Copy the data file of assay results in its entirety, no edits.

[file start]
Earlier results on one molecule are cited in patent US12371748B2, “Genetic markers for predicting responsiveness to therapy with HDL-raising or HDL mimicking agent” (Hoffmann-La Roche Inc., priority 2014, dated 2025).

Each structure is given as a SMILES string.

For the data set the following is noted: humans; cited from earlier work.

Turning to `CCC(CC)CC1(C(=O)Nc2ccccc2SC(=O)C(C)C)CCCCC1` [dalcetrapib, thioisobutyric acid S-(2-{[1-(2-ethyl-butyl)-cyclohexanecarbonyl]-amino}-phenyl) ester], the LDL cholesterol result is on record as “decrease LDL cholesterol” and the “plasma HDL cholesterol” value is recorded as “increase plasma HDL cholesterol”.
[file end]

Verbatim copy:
Earlier results on one molecule are cited in patent US12371748B2, “Genetic markers for predicting responsiveness to therapy with HDL-raising or HDL mimicking agent” (Hoffmann-La Roche Inc., priority 2014, dated 2025).

Each structure is given as a SMILES string.

For the data set the following is noted: humans; cited from earlier work.

Turning to `CCC(CC)CC1(C(=O)Nc2ccccc2SC(=O)C(C)C)CCCCC1` [dalcetrapib, thioisobutyric acid S-(2-{[1-(2-ethyl-butyl)-cyclohexanecarbonyl]-amino}-phenyl) ester], the LDL cholesterol result is on record as “decrease LDL cholesterol” and the “plasma HDL cholesterol” value is recorded as “increase plasma HDL cholesterol”.